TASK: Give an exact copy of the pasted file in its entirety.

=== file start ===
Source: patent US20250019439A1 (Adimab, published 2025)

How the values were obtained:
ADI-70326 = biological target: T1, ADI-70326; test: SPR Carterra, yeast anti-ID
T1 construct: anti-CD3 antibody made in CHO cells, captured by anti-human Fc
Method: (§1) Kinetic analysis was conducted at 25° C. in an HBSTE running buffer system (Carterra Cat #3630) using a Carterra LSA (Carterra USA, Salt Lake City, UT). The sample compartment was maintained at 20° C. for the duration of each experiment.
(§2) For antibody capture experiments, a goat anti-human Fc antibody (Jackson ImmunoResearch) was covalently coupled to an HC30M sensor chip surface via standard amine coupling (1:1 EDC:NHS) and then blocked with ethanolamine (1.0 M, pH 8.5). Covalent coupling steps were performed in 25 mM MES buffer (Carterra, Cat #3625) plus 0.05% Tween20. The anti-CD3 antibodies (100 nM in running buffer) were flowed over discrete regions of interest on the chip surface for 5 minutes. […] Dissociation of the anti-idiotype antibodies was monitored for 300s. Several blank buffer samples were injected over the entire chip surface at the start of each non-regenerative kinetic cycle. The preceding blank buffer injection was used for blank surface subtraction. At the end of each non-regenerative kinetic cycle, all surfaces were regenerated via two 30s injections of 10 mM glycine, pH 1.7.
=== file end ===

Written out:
Source: patent US20250019439A1 (Adimab, published 2025)

How the values were obtained:
ADI-70326 = biological target: T1, ADI-70326; test: SPR Carterra, yeast anti-ID
T1 construct: anti-CD3 antibody made in CHO cells, captured by anti-human Fc
Method: (§1) Kinetic analysis was conducted at 25° C. in an HBSTE running buffer system (Carterra Cat #3630) using a Carterra LSA (Carterra USA, Salt Lake City, UT). The sample compartment was maintained at 20° C. for the duration of each experiment.
(§2) For antibody capture experiments, a goat anti-human Fc antibody (Jackson ImmunoResearch) was covalently coupled to an HC30M sensor chip surface via standard amine coupling (1:1 EDC:NHS) and then blocked with ethanolamine (1.0 M, pH 8.5). Covalent coupling steps were performed in 25 mM MES buffer (Carterra, Cat #3625) plus 0.05% Tween20. The anti-CD3 antibodies (100 nM in running buffer) were flowed over discrete regions of interest on the chip surface for 5 minutes. […] Dissociation of the anti-idiotype antibodies was monitored for 300s. Several blank buffer samples were injected over the entire chip surface at the start of each non-regenerative kinetic cycle. The preceding blank buffer injection was used for blank surface subtraction. At the end of each non-regenerative kinetic cycle, all surfaces were regenerated via two 30s injections of 10 mM glycine, pH 1.7.